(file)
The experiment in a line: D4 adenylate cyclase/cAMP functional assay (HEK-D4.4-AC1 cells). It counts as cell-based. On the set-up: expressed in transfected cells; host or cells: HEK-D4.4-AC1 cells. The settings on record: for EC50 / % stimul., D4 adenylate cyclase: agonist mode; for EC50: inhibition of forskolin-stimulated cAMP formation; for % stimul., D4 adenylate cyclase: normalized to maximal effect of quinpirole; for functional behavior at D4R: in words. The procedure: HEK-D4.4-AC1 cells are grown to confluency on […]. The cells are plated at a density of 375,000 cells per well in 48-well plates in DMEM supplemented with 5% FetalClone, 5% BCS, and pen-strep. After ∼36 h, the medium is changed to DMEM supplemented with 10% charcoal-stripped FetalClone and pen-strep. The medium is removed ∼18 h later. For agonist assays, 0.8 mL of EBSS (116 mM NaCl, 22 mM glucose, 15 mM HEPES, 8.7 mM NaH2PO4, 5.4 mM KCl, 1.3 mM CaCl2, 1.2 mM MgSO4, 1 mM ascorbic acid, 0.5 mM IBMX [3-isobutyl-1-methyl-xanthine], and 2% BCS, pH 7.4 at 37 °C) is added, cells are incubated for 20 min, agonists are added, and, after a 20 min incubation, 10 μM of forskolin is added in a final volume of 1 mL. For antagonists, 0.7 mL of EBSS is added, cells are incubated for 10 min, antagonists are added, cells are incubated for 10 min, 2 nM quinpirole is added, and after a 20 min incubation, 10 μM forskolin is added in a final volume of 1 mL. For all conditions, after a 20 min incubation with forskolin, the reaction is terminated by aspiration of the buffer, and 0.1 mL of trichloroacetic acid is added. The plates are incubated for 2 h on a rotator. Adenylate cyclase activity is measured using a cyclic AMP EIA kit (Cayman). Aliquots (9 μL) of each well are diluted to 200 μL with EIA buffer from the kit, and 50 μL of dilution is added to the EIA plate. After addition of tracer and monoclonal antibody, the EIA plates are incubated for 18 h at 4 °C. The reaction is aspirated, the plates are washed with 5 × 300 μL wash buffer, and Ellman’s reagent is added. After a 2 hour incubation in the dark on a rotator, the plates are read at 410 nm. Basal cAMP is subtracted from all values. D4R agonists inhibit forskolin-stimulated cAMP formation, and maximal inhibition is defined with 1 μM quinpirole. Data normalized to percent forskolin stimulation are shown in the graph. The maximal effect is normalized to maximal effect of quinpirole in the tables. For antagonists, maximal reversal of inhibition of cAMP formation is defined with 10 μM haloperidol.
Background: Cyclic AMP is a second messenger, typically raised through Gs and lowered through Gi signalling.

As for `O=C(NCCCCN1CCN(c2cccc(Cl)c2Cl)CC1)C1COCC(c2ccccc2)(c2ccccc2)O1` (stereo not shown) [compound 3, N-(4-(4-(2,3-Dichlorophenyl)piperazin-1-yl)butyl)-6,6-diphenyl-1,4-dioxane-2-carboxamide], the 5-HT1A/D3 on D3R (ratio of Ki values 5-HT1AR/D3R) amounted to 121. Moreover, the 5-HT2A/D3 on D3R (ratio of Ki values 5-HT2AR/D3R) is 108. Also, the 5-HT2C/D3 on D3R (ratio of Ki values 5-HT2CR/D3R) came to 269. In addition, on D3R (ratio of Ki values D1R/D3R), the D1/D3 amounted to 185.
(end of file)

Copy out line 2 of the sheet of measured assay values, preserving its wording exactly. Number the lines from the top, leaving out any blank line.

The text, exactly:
Background: Cyclic AMP is a second messenger, typically raised through Gs and lowered through Gi signalling.